"I'm just going to build a body of work of individuals whose lives I've partially ruined, and then I will try to rehabilitate that through film. It's a new blending of reality and filmmaking."
Jon Stewart is kidding. Kind of.
The Daily Show host makes his directorial debut on Friday with the release of Rosewater, a film adaptation of Maziar Bahari's memoir about the 118 days he spent in an Iranian prison. The Iranian-Canadian journalist was jailed after covering protests surrounding the country's disputed 2009 presidential election—and participating in a Daily Show segment with correspondent Jason Jones in the run-up to the vote.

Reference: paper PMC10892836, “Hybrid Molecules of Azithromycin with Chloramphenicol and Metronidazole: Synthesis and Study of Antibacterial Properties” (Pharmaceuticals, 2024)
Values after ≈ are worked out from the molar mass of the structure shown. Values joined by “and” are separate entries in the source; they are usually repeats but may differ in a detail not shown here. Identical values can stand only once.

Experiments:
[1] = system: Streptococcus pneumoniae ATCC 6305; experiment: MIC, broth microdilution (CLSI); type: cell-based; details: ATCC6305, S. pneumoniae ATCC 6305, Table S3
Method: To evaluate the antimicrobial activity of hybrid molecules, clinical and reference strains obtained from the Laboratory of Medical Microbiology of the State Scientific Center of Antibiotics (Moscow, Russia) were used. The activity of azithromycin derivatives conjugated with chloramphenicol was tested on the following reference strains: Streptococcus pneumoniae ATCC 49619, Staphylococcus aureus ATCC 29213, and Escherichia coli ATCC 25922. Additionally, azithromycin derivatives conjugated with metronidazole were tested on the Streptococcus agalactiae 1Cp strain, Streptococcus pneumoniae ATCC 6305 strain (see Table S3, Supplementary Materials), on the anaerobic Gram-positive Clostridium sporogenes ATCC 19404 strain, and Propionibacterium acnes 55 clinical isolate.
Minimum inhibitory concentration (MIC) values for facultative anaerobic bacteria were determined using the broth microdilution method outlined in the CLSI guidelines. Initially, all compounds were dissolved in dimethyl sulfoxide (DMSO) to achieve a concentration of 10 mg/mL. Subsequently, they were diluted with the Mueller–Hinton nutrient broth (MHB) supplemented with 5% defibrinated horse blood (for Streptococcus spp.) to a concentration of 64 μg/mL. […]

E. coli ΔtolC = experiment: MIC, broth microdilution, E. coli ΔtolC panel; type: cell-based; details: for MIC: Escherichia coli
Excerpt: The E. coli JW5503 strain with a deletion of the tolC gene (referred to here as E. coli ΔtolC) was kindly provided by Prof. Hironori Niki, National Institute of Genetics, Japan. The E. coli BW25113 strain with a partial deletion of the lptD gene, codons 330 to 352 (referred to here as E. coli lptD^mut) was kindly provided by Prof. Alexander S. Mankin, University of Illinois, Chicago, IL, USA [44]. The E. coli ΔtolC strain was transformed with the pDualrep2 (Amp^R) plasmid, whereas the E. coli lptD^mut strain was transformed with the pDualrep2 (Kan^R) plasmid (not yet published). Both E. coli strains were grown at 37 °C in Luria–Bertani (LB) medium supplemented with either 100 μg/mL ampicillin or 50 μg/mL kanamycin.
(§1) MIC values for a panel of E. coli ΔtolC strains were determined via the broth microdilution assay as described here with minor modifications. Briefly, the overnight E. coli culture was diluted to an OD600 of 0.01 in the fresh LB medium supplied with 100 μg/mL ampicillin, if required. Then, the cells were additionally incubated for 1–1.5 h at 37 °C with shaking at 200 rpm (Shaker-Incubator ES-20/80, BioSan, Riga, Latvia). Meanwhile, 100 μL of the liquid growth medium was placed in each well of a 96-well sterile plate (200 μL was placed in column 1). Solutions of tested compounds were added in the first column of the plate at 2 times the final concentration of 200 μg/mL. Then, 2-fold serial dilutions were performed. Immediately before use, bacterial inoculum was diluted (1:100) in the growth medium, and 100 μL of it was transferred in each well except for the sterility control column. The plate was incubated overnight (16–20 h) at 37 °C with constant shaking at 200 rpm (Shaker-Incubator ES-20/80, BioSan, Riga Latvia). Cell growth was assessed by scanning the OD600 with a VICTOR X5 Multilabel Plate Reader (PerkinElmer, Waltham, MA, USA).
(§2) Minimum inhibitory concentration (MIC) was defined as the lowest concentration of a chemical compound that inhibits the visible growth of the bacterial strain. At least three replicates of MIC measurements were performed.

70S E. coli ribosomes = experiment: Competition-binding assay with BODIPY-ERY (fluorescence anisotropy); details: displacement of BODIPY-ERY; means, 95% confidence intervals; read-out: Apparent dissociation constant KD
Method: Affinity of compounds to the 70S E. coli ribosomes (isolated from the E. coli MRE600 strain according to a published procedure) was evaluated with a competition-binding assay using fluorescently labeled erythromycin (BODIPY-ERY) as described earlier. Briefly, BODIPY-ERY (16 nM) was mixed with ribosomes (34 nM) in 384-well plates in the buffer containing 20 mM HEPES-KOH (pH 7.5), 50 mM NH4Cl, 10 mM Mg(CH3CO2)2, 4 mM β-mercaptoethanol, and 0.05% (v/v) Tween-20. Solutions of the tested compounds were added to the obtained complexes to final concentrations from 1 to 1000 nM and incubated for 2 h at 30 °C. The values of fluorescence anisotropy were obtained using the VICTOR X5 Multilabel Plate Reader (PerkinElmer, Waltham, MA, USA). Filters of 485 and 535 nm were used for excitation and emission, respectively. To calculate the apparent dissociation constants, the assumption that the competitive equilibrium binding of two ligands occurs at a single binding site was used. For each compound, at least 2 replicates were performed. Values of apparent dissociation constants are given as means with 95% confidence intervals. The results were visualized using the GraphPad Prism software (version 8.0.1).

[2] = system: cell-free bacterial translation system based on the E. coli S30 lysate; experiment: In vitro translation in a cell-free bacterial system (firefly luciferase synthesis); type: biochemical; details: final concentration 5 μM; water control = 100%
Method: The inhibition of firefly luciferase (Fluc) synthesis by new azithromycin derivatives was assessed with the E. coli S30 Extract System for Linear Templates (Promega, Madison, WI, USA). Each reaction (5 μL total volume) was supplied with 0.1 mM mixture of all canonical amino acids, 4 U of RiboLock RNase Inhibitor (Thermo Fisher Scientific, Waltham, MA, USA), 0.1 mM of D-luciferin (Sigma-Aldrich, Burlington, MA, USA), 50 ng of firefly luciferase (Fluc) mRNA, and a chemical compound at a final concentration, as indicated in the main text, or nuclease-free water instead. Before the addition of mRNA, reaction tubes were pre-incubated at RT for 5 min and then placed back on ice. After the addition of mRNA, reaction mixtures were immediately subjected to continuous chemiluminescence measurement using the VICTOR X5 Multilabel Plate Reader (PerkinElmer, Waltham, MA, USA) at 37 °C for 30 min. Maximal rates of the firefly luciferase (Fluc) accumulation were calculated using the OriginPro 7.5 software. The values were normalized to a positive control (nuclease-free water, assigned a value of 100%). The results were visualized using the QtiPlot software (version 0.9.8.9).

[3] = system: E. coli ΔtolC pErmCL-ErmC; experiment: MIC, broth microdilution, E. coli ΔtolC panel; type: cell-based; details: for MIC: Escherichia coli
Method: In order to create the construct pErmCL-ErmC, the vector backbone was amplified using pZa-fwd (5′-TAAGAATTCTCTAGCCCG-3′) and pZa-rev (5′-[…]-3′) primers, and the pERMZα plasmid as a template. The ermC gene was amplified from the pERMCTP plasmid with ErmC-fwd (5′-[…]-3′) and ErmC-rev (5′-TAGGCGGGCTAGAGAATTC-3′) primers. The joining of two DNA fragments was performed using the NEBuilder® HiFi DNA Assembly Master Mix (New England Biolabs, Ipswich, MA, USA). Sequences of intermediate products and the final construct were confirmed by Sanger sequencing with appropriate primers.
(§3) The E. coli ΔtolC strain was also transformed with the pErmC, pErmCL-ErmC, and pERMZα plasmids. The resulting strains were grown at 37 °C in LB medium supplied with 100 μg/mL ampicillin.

To be clear: Maziar Bahari wasn't detained because of his appearance on The Daily Show; Iranian authorities were seizing on any pretext at the time to crack down on the opposition and those who chronicled it, and to smear the anti-government Green Movement as a foreign conspiracy. But his interrogators did play Jones's interview for Bahari as proof that Bahari was a spy. Jon Stewart, for his part, didn't undertake his first feature film to exorcise his guilt about the incident. But his involvement in the episode did produce a friendship with Bahari, which in turn inspired Stewart to make the movie. And Rosewater would never have come to be if The Daily Show hadn't started experimenting with sending its correspondents—"The Best F#@king News Team Ever"—overseas, and exporting its brand of satire in the process.